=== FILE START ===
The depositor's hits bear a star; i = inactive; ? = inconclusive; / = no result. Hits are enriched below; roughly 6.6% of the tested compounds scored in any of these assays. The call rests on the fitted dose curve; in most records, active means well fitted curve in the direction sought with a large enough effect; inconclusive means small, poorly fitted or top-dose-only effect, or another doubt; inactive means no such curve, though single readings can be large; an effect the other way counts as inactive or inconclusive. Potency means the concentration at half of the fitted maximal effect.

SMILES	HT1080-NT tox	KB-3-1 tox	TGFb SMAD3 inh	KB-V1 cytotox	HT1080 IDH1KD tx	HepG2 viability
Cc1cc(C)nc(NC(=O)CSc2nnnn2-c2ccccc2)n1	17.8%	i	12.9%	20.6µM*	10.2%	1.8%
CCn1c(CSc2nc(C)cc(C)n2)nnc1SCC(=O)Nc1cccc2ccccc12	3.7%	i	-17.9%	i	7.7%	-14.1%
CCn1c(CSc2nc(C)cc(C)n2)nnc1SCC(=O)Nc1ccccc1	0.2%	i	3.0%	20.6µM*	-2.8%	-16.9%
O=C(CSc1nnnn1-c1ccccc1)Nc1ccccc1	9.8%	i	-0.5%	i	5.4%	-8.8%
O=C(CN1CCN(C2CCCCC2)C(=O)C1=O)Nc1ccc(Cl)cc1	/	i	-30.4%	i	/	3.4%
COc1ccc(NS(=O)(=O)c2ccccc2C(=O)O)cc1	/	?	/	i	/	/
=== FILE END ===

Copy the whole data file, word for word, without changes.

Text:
The depositor's hits bear a star; i = inactive; ? = inconclusive; / = no result. Hits are enriched below; roughly 6.6% of the tested compounds scored in any of these assays. The call rests on the fitted dose curve; in most records, active means well fitted curve in the direction sought with a large enough effect; inconclusive means small, poorly fitted or top-dose-only effect, or another doubt; inactive means no such curve, though single readings can be large; an effect the other way counts as inactive or inconclusive. Potency means the concentration at half of the fitted maximal effect.

SMILES	HT1080-NT tox	KB-3-1 tox	TGFb SMAD3 inh	KB-V1 cytotox	HT1080 IDH1KD tx	HepG2 viability
Cc1cc(C)nc(NC(=O)CSc2nnnn2-c2ccccc2)n1	17.8%	i	12.9%	20.6µM*	10.2%	1.8%
CCn1c(CSc2nc(C)cc(C)n2)nnc1SCC(=O)Nc1cccc2ccccc12	3.7%	i	-17.9%	i	7.7%	-14.1%
CCn1c(CSc2nc(C)cc(C)n2)nnc1SCC(=O)Nc1ccccc1	0.2%	i	3.0%	20.6µM*	-2.8%	-16.9%
O=C(CSc1nnnn1-c1ccccc1)Nc1ccccc1	9.8%	i	-0.5%	i	5.4%	-8.8%
O=C(CN1CCN(C2CCCCC2)C(=O)C1=O)Nc1ccc(Cl)cc1	/	i	-30.4%	i	/	3.4%
COc1ccc(NS(=O)(=O)c2ccccc2C(=O)O)cc1	/	?	/	i	/	/